deep resentment between Shiva and Marion. Genet then betrays Marion again, this time forcing him out of the country. By this time,

Page 6


The views expressed in the opinion section of The Merciad do not necessarily reflect the views of Mercyhurst College, the staff of The Merciad or the Catholic Church. Responses on any subject are always welcomed and can be e-mailed to

March 17, 2010 September 3, 2008

Embarrassed by lack of school spirit
By Devin Ruic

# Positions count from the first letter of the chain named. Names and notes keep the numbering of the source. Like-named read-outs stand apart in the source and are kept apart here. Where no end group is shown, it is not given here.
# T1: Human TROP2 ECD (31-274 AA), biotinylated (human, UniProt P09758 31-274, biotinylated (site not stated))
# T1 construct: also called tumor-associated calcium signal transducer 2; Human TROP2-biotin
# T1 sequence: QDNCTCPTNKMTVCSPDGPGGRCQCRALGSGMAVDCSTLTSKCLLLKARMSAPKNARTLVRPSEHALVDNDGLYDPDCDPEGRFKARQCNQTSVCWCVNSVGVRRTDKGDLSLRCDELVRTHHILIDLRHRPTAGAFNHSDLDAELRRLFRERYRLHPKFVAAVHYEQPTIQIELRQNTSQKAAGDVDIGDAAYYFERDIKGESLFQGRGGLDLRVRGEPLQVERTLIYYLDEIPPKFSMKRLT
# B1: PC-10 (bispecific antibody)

Staff writer freshman year and the two years following. Even when students grace our amazing hockey teams with their presence, most seem more concerned with texting one another than with the games themselves. There is, however, some hope. The Laker Spirit Club is trying very hard to get more students excited about the games, and their events can only be praised. Yet it still shouldn’t be that way – if you attend a hockey game where the best female team in the nation is playing, shouldn’t you already be excited? Even a quarterfinal game against Boston University was eerily quiet, save some brave male students who painted “Go Lakers” on their chests and dyed their hair. That small group of guys should not have to carry an entire fan base, though, and the largest majority of so-called Mercyhurst supporters decided that they were better served remaining impassive and silent during the game, rather than joining in with the attempted cheers. I think that we can start turning the tide of this poor participation by reinstating the well-defined student sections that we enjoyed my freshman year. Yes, sitting all together does leave portions of our already depressingly small arena empty, but it could also help some of our lazier fans get excited about the games by osmosis or the like. We are a bunch of twentysomething young adults, purportedly active, strapping, virile and such things like that, yet I have seen too many groups of you cheer like octogenarians asking politely for a bit more soft food. Read the unabridged version at